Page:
The disease process of venous thromboembolism (VTE) manifests as deep vein thrombosis (DVT) which often leads to pulmonary embolism (PE) if blood clots travel to the lungs. PE can be deadly if undetected, therefore it is imperative that the Emergency Department (ED) clinician understand the correct procedures for diagnosing and managing suspected DVT/PE.
There are several confounding factors that can prevent an accurate diagnosis of DVT/PE:
It is essential that the healthcare provider arrive at a quick diagnosis so that the correct treatment may be administered. For this, one needs to maintain a high index of suspicion for DVT/PE and understand how to rule out other ailments.
As with any patient presenting to the ED, conducting an initial assessment and obtaining a thorough history are essential first steps. The detailed history is especially important as asking the right questions in the right way can help rule out a DVT/PE diagnosis. For example, exertion dyspnea (shortness of breath) is a common sign of DVT/PE, however, most people experience shortness of breath at some point. It is important for the clinician to obtain details about the circumstances in which the patient has experienced dyspnea to understand if it is a cause for concern. A patient reporting dyspnea accompanied by fatigue should raise the degree of suspicion for a DVT/PE diagnosis. Another common indicator of DVT/PE is leg pain or swelling. As patients with DVT/PE often do not present in distress, the clinician should pay attention to subtle signs and symptoms that may indicate some type of venous thromboembolism. (Streiff et al., 2016)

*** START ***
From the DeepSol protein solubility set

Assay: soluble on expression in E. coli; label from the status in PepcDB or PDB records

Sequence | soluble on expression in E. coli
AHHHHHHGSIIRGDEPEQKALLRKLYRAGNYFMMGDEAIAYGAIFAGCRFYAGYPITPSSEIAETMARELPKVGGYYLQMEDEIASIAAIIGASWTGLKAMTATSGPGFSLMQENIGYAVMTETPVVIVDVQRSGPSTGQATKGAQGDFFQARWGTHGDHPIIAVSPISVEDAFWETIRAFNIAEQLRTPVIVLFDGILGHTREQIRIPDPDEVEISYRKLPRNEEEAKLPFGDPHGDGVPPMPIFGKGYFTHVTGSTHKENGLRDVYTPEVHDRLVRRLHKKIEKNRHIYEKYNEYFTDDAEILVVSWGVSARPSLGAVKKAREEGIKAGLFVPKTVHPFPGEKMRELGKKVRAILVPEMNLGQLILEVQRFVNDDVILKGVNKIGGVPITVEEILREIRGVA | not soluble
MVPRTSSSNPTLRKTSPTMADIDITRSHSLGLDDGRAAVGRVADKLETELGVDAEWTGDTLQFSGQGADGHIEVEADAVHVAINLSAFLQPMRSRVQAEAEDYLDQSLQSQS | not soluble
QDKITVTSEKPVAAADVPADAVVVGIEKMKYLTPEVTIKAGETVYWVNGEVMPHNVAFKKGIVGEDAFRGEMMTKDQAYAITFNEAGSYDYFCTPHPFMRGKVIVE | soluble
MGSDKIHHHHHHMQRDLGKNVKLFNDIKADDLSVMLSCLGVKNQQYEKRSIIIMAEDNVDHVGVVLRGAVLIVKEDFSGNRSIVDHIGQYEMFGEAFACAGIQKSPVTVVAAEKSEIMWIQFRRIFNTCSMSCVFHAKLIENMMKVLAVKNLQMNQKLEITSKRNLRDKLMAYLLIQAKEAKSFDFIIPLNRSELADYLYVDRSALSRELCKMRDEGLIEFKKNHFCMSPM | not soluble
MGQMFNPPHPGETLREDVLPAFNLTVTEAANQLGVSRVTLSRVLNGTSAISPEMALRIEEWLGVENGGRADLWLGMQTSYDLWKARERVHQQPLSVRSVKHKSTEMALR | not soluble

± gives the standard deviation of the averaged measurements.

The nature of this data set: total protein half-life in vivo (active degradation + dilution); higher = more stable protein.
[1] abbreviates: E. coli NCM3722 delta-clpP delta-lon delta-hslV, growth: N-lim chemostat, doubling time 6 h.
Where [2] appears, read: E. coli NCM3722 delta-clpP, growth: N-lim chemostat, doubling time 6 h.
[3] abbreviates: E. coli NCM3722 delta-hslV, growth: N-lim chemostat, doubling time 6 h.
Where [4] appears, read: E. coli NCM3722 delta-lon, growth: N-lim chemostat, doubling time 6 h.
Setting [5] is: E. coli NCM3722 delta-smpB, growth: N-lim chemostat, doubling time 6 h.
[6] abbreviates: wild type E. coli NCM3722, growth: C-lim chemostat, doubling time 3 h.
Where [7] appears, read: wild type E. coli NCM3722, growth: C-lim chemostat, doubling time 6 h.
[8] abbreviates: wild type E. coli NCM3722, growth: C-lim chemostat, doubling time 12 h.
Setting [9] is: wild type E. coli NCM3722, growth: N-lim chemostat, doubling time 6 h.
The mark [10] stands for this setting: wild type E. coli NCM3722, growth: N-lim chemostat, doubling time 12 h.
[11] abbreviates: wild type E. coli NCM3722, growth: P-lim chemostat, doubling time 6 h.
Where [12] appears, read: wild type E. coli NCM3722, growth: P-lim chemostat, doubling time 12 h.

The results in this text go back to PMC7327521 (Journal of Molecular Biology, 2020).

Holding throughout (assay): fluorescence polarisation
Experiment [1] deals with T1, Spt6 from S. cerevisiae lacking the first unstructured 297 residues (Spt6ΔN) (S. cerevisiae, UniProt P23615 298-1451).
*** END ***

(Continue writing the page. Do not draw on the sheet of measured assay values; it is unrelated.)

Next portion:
Two common tools utilized in determining the pretest probability of DVT/PE are the Wells criteria for DVT and PE and the PERC (Pulmonary Embolism Rule Out Criteria). These should be utilized after the initial assessment has raised suspicion of a possible VTE diagnosis. These tools consider factors such as heartrate (>100 bpm), blood oxygenation (<95%), unilateral leg swelling, recent trauma or surgery, recent period of immobilization, oral hormonal therapy and age over 50 years. Used in conjunction with the patient’s history, these factors can help a physician decide if further testing is necessary.
NICE provides a useful chart to help in the decision process when PE/DVT is suspected. If the pretest probability is high, NICE recommends running the D-dimer test. While waiting for the lab results, it is recommended that the patient receive interim anticoagulation treatment. If the patient’s Wells score is higher or equal to 2 points, then NICE recommends imaging tests to be conducted: a proximal vein leg ultrasound for patients with suspected DVT or a CT pulmonary angiogram (CTPA) for those with suspected PE. If either the D-dimer or the scan are positive, further investigation and treatment should be considered. For confirmed DVT the recommended course is outpatient treatment with enoxaparin sodium (i.e. Clexane) and continued monitoring.
A PE diagnosis is easy to miss in patients with comorbidities that can explain the symptoms being experienced. At the same time, not using the Wells score can lead to overestimating a healthy patient’s risk for PE based on their symptoms. This leads to unnecessary testing and exposure to radiation when the Wells score could have ruled out a PE diagnosis in a healthy person. At the same time, it is important not to mistake absence of tachycardia, or other obvious risk factors, for the absence of PE. A normal heart rate upon assessment does not necessarily rule out PE, nor does absence of obvious risk factors. According to one 2003 study, 25%-50% of patients with VTE do not have readily identifiable risk factors.
The main lesson here is that appropriate guidelines should be followed regardless of first impressions when DVT/PE is suspected. VTEs provide many diagnostic challenges in the ED due to the many confounding factors that can interfere with an accurate diagnosis. However, following accepted procedures relating to pretest assessment, testing recommendations and management with anticoagulants will yield the best outcome for the patient.